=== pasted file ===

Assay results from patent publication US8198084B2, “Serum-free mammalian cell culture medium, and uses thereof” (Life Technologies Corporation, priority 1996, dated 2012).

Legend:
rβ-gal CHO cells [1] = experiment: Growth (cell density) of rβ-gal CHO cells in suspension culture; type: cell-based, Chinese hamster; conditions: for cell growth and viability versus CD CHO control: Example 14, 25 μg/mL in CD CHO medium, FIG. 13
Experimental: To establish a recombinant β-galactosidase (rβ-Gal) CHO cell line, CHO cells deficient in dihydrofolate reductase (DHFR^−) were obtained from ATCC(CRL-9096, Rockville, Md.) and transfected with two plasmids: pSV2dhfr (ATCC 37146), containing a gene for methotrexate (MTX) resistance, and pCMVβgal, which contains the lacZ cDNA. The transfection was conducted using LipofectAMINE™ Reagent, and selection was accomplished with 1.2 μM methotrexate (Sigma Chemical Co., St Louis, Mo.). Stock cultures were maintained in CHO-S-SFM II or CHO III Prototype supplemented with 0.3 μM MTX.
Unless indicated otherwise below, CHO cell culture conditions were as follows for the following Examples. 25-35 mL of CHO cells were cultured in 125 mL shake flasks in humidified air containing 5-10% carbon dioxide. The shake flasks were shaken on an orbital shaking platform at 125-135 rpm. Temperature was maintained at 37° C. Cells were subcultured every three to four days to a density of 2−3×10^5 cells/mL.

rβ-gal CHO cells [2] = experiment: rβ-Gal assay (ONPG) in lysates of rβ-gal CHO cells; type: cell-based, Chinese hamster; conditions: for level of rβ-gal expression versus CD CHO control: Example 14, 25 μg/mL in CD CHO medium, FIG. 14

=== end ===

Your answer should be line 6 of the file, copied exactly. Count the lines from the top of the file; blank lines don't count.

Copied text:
rβ-gal CHO cells [2] = experiment: rβ-Gal assay (ONPG) in lysates of rβ-gal CHO cells; type: cell-based, Chinese hamster; conditions: for level of rβ-gal expression versus CD CHO control: Example 14, 25 μg/mL in CD CHO medium, FIG. 14